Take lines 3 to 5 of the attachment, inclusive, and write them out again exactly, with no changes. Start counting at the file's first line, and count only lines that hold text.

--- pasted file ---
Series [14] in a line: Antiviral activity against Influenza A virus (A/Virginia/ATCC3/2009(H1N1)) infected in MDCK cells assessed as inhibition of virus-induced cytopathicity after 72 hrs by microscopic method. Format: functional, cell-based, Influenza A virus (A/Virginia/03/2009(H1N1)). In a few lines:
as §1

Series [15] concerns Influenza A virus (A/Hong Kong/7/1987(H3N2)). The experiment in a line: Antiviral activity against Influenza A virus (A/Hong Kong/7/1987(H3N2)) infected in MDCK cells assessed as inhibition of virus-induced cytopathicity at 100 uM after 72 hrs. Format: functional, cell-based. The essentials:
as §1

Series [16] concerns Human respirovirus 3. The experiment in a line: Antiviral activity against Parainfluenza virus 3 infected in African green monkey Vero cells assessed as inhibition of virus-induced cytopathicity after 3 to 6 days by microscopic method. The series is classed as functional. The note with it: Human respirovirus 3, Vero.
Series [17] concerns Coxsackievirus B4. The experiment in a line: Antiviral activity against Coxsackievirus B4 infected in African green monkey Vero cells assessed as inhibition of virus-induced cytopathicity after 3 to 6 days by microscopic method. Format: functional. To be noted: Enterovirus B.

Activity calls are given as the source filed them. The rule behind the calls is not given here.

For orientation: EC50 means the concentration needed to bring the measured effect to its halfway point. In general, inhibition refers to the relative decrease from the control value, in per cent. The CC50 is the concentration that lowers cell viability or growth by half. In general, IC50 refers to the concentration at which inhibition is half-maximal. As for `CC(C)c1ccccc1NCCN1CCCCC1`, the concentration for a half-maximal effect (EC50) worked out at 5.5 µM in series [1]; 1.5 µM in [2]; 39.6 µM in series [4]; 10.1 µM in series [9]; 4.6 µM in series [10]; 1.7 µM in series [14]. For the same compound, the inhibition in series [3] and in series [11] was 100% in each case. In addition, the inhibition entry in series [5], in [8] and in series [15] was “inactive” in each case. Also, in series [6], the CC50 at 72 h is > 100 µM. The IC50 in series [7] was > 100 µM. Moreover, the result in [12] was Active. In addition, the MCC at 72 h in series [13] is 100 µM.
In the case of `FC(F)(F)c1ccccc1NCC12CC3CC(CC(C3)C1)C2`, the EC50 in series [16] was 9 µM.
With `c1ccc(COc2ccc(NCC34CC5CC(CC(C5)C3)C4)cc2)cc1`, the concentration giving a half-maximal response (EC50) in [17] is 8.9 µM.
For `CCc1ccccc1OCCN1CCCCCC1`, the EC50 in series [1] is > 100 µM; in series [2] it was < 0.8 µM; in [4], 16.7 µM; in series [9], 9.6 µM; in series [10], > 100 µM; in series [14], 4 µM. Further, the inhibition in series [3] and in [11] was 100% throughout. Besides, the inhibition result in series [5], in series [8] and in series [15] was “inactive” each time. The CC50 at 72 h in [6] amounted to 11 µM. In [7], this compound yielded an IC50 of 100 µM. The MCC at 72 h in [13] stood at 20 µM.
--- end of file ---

Series [15] concerns Influenza A virus (A/Hong Kong/7/1987(H3N2)). The experiment in a line: Antiviral activity against Influenza A virus (A/Hong Kong/7/1987(H3N2)) infected in MDCK cells assessed as inhibition of virus-induced cytopathicity at 100 uM after 72 hrs. Format: functional, cell-based. The essentials:
as §1

Series [16] concerns Human respirovirus 3. The experiment in a line: Antiviral activity against Parainfluenza virus 3 infected in African green monkey Vero cells assessed as inhibition of virus-induced cytopathicity after 3 to 6 days by microscopic method. The series is classed as functional. The note with it: Human respirovirus 3, Vero.